COLUMBUS, Ohio (AP) — Voters will have the chance to decide in May whether to renew a public works program that funds repairs and upgrades to roads, bridges and other local infrastructure needs.
The ballot issue would allow the state to borrow $1.875 billion over 10 years through the issuance of general obligation bonds. The Ohio Public Works Commission would use the money to provide grants and loans to local governments for capital improvement projects. Those could include updates to roadways, wastewater treatment systems and sanitary collection.
Ohio voters previously approved the program in 1987, 1995 and 2005. If approved, the constitutional amendment would take effect immediately.
Gov. John Kasich made the program’s renewal a priority this year. And the proposal had bipartisan backing in the Legislature, whose support led to the issue being placed on the primary ballot.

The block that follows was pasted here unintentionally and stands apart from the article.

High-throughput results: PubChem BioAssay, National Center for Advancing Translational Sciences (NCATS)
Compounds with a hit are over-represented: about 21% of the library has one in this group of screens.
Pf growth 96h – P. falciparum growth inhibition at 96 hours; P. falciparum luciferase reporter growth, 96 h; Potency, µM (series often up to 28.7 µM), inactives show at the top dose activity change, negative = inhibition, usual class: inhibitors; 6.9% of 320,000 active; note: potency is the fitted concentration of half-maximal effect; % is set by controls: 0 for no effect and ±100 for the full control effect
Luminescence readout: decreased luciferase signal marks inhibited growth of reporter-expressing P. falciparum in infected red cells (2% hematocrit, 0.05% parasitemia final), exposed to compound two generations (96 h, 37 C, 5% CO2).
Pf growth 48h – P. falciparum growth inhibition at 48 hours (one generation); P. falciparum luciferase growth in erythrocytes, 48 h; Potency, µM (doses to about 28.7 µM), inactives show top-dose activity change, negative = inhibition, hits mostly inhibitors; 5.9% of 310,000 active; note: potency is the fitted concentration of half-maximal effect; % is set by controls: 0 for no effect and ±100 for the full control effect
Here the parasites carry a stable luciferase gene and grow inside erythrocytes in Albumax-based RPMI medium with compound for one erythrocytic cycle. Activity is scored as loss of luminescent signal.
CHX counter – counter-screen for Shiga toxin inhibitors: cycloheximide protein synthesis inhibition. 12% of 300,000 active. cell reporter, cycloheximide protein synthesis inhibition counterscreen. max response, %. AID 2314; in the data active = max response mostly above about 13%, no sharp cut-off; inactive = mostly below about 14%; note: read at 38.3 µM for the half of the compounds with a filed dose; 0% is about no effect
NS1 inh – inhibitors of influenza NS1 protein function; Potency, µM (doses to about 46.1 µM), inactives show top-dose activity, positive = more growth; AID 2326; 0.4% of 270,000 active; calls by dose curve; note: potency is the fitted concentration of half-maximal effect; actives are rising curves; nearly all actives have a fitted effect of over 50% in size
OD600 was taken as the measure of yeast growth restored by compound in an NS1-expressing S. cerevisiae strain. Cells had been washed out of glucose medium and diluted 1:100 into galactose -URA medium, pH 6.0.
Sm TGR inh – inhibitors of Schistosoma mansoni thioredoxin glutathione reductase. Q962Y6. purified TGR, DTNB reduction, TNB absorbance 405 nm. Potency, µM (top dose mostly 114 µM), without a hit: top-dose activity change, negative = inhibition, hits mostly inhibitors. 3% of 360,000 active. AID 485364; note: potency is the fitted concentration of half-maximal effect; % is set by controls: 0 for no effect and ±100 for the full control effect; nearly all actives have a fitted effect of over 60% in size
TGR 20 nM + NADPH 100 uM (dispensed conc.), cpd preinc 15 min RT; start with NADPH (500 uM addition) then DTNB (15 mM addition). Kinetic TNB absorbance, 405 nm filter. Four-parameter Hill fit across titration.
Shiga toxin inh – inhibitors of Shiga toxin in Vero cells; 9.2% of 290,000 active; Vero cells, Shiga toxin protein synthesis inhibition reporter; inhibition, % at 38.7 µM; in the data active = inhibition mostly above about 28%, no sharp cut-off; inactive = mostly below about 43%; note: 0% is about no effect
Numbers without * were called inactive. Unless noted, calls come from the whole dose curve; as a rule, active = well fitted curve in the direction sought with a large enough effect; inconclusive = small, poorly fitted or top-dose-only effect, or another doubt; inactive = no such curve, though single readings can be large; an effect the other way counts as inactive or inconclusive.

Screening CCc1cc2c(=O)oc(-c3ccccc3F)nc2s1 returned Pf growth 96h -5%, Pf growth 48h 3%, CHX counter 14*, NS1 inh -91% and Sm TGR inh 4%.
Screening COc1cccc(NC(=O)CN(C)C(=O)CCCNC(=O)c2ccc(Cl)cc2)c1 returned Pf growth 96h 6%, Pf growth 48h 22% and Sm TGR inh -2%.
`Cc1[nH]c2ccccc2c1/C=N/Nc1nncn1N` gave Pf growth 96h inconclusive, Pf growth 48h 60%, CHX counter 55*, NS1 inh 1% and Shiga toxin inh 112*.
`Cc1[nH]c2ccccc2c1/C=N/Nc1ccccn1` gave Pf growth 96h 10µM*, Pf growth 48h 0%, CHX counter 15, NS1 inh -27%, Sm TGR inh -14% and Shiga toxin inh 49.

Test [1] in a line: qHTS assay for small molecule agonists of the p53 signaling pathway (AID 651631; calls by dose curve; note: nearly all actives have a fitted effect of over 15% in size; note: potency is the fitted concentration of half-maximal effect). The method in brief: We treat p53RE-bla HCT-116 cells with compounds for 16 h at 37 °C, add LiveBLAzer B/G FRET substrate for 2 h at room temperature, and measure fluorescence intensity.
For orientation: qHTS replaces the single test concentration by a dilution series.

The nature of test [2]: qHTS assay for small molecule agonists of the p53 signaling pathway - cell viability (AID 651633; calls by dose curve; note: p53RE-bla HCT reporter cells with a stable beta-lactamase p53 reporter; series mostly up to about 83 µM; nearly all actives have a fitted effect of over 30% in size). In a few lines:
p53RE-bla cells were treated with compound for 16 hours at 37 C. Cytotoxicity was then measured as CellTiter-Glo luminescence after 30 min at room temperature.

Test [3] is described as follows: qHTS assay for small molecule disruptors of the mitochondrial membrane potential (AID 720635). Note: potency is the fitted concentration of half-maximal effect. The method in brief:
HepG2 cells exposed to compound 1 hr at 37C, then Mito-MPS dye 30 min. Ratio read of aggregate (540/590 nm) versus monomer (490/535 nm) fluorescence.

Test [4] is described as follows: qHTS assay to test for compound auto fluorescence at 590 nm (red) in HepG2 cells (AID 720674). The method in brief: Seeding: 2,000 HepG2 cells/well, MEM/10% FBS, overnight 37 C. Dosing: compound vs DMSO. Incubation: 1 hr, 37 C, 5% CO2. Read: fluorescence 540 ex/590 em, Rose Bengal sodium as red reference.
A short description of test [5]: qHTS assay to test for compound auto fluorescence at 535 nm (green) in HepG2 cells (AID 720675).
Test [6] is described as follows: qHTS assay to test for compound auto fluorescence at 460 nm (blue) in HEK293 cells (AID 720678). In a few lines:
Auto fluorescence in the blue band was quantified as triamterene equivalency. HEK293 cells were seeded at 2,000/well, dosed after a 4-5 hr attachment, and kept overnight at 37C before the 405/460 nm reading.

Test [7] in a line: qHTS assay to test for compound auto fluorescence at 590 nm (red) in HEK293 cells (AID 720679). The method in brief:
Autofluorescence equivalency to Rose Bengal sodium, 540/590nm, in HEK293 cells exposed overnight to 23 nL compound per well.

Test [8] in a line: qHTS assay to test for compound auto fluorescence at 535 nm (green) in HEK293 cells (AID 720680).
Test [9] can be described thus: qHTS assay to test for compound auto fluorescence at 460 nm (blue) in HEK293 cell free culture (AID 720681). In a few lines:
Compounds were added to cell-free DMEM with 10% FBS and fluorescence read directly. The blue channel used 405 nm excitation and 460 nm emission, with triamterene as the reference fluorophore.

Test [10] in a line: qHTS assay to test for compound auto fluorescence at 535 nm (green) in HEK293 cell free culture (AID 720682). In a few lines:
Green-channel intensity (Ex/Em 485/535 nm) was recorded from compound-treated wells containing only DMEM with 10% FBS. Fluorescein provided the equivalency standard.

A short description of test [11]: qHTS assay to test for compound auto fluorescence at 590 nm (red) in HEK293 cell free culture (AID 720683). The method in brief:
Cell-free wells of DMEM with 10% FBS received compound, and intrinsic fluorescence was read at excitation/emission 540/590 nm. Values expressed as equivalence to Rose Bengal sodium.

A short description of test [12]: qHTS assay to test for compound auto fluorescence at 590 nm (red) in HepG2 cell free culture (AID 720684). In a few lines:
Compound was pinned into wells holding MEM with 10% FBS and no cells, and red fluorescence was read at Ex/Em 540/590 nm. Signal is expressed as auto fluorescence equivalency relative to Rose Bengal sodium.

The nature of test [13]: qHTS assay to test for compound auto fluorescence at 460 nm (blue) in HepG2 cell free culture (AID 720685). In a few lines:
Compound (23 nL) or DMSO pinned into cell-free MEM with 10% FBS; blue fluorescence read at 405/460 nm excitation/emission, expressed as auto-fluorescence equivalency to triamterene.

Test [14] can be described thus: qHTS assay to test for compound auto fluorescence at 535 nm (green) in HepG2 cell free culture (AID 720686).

The measure lacks outspoken opponents. Associations representing county commissioners, townships and municipalities have praised the effort and the program’s renewal.
A group of county engineers and other supporters has been trying to spread the word about the ballot issue, said Chan Cochran, a longtime adviser to Kasich and a political consultant who is working with the grassroots campaign.
Cochran said a small county can easily burn through several years’ worth of their budgets for bridge replacements or major roadway fixes.
“This helps get projects done that would have to wait years or decades for local funding,” he said.
The public works program has funded more than 11,500 projects in the last 27 years, though it runs out of money after July 1, 2015.
This year’s proposal boosts the amount of funding compared to prior years. The initiative would increase the bond funding levels to $175 million annually for the first five years and then $200 million each year for the remaining five years. That’s up from the $1.35 billion voters agreed to in 2005.